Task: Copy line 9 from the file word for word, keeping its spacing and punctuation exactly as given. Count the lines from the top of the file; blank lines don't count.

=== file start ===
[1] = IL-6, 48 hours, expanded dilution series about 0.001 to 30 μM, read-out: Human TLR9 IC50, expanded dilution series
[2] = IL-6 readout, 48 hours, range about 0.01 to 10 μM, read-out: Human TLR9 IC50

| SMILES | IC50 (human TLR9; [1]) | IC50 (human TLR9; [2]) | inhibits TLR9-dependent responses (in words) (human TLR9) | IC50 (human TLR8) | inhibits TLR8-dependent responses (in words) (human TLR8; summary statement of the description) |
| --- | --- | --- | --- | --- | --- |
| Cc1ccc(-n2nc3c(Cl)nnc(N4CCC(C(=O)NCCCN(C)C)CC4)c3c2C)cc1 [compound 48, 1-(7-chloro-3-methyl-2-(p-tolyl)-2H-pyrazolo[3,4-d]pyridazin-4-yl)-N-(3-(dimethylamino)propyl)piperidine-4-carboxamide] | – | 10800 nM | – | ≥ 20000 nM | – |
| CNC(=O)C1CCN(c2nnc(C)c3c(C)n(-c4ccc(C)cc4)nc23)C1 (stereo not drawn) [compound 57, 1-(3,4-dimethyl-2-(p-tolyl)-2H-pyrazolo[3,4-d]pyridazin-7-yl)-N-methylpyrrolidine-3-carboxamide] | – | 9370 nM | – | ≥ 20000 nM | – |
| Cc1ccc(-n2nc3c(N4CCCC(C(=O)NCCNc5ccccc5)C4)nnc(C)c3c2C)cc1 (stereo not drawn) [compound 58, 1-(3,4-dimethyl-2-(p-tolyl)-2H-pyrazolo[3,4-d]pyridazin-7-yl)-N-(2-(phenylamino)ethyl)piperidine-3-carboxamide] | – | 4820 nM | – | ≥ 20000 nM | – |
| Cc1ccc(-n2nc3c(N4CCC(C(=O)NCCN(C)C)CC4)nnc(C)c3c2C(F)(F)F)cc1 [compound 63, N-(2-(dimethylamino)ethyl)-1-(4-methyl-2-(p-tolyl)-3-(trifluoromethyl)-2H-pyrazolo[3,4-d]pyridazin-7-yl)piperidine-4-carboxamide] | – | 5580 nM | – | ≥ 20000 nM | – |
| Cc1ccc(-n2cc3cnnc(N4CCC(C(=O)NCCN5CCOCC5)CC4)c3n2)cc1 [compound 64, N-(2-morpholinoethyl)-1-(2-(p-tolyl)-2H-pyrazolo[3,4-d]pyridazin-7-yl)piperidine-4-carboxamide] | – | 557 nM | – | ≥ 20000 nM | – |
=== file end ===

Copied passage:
| Cc1ccc(-n2cc3cnnc(N4CCC(C(=O)NCCN5CCOCC5)CC4)c3n2)cc1 [compound 64, N-(2-morpholinoethyl)-1-(2-(p-tolyl)-2H-pyrazolo[3,4-d]pyridazin-7-yl)piperidine-4-carboxamide] | – | 557 nM | – | ≥ 20000 nM | – |